Money

How Pyramid Schemes Ensnare Unsuspecting Victims

When you’re living paycheck-to-paycheck and struggling to afford rent and pay off your student loans, phrases like “get rich quick” and “the product sells itself” may sound pretty enticing. Under normal circumstances you may think you’d never fall victim to a pyramid scheme or a “multilevel marketing opportunity,” but when money is tight, we’re all just a little bit susceptible to schemes, no matter how practical we are under normal circumstances.

If you’re not familiar, a pyramid scheme is a fraudulent way of earning money that’s based on recruiting an increasing number of “investors.” The early participants recruit the investors, and they then recruit more investors. Oftentimes you’ll get paid more not just for selling the product but also for luring in new recruits, so early “investors” generally make a lot more money, while others may struggle to turn a profit -- hence the pyramid.

The product being hawked can be anything from vitamins to “miracle” anti-aging lotions to energy drinks, and right now over 10 million people are working either part-time or full-time in network marketing in the U.S., and there are approximately 20 million people doing this work worldwide. Making “easy money” sounds pretty tempting if you’re in school, struggling to find work, or raising a child and in need of a little extra income that’ll let you work from home. But, like the saying goes, if it sounds too good to be true – it probably is.

Take Claire S. (not her real name), who found herself mixed up in a scam in which she was told, many times, “The product sells itself!” Claire has a good job, but her husband’s job makes it impossible for her to work full-time and care for her kids. “I decided to try it after seeing a childhood friend have crazy success,” she says. “The idea of being able to work from home, in my spare time, really appealed to me.”

Claire's friend had “crazy” success because she was one of the first people recruited to sell the product, an organic face cream. Claire says they used a lot of practiced lingo like “residual income” and the ever popular “the product sells itself” to motivate her. She had to buy a “start-up kit” and order a certain amount of product each month in order to get commission for what she sold.

Unlike some, Claire stopped selling before she started losing large sums of money. She “came pretty close to breaking even” by the time she wised up, and she was lucky she didn’t hang on and lose even more of her own hard-earned cash.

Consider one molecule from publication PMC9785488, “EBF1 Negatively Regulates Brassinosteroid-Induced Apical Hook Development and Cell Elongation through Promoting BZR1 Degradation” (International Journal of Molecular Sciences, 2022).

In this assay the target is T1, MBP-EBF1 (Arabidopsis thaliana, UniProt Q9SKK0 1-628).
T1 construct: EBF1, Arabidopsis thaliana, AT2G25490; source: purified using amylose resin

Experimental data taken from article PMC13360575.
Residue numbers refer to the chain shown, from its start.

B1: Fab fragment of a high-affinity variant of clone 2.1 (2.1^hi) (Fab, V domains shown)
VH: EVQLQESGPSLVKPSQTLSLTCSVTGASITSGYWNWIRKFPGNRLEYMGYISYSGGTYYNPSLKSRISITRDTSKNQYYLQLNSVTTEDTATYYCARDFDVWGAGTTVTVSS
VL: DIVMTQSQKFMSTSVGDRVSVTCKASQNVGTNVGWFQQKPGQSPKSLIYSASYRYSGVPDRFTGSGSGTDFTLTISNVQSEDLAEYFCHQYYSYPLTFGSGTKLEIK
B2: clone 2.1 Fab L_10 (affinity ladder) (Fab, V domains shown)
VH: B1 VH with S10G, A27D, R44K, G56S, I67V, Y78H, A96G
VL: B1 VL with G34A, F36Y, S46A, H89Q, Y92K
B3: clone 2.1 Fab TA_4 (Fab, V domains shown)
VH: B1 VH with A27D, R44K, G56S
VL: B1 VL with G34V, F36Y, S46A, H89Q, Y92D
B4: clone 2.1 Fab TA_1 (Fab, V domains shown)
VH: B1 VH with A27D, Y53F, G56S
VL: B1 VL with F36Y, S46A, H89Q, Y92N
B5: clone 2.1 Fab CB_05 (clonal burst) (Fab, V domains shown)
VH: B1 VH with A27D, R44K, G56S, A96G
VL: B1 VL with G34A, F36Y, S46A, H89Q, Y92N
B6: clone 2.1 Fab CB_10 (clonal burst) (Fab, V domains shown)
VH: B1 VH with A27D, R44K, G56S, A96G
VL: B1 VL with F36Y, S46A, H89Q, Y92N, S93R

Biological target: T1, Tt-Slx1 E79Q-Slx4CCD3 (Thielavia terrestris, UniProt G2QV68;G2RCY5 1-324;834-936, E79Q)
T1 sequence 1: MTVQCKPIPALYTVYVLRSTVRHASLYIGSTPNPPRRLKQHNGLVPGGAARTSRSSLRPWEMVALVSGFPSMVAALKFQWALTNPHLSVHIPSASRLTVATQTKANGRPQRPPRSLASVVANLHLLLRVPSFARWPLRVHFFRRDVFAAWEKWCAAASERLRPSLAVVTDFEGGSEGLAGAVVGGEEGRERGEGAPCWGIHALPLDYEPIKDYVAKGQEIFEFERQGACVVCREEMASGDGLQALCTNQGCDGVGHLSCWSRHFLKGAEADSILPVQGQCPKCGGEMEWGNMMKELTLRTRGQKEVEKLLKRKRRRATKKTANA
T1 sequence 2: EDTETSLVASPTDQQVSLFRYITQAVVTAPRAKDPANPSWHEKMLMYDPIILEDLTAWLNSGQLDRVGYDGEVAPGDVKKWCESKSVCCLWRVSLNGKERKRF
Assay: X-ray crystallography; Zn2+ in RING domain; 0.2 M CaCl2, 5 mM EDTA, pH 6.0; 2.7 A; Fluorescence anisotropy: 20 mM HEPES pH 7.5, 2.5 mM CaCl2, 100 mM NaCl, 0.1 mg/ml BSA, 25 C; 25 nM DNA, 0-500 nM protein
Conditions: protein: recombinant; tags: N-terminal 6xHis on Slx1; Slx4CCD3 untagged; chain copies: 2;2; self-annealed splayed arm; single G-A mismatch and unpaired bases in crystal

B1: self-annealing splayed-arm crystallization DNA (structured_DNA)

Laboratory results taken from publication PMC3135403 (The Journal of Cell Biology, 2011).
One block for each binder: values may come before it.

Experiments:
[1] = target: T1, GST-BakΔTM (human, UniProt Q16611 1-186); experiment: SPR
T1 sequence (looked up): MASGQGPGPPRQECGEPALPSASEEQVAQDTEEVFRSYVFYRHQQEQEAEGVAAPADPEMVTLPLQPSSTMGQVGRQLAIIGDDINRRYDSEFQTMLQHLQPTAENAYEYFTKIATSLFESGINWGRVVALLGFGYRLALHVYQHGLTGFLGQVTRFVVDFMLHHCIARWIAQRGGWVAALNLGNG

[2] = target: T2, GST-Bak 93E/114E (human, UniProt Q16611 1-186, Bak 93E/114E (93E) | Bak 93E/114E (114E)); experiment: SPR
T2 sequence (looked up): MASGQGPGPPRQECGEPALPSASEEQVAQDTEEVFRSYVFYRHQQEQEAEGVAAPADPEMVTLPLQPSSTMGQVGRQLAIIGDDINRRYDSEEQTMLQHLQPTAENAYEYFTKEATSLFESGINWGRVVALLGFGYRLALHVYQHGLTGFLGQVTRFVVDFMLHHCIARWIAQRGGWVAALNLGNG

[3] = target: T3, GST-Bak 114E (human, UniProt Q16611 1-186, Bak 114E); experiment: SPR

Not all multilevel marketing opportunities are evil scams where a select few founders rake in millions while hundred of hapless victims go into debt. There are legit products that can help you earn extra cash if you have the stamina and resilience it takes to sell. Still, if you’re tempted by an opportunity that sounds a little too easy, make sure you do your homework before jumping in and buying a “start up kit” of your own.

According to the FBI’s website, one way to avoid falling for a pyramid scheme is to be “wary of ‘opportunities’ to invest your money in franchises or investments that require you to bring in subsequent investors to increase your profit or recoup your initial investment.” It sounds simple, but millions of us still fall for the scams in the hopes of bolstering our bank accounts.

Unlike Claire, Sandra L. (also not her real name) didn’t hear about the pyramid scheme she got involved in through a friend. She was recruited via a letter she received in the mail. The letter offered an opportunity to start her own home-based business and make money by selling recipes. “I was studying gourmet cooking at the time so it definitely grabbed my attention,” she says, which makes you wonder how the company just happened to target the perfect recruit.

At the time, Sandra was 23-years-old, pregnant and jobless, so she wanted something flexible so that she could continue studying and make money. “It seemed easy and fun. It seemed innocent enough,” she says.

She was told to send letters to people and in turn they would pay two dollars per recipe, for five recipes. It didn’t sound illegal or seedy, plus she had that passion for cooking, so Sandra didn’t really think about the consequences. In the end, she lost five hundred dollars selling those recipes and mailing letters trying to recruit other to do the same. She also received a “strange letter from the state of Tennessee” stating that a complaint had been made about her concerning the letter that she had sent out. “It was enough to make me very nervous.”

Sandra didn’t sign any contracts, so walking away from the scam was a pain-free process – besides the significant chunk of change she lost, of course.

The bottom line is that if you’re approached about selling anything from home, whether it’s recipes or cosmetics or an energy drink, don’t blindly agree to anything – especially if they’re asking you to put money in. Do your research, find out if they’re legitimate (talking to people who work for them doesn’t count – if it’s a pyramid scheme they’ll say whatever they can to get you to come on board), and only commit if they’re on the up-and-up and you don’t have to sign any type of binding contract. And really, very few products sell themselves. If it were that easy to make a living, everyone would be doing it – and we’d all be making tons of money.

As Sandra learned after her experience, “Anything worth having is worth the work.” The problem with pyramid schemes is that they make it sound just a little too easy.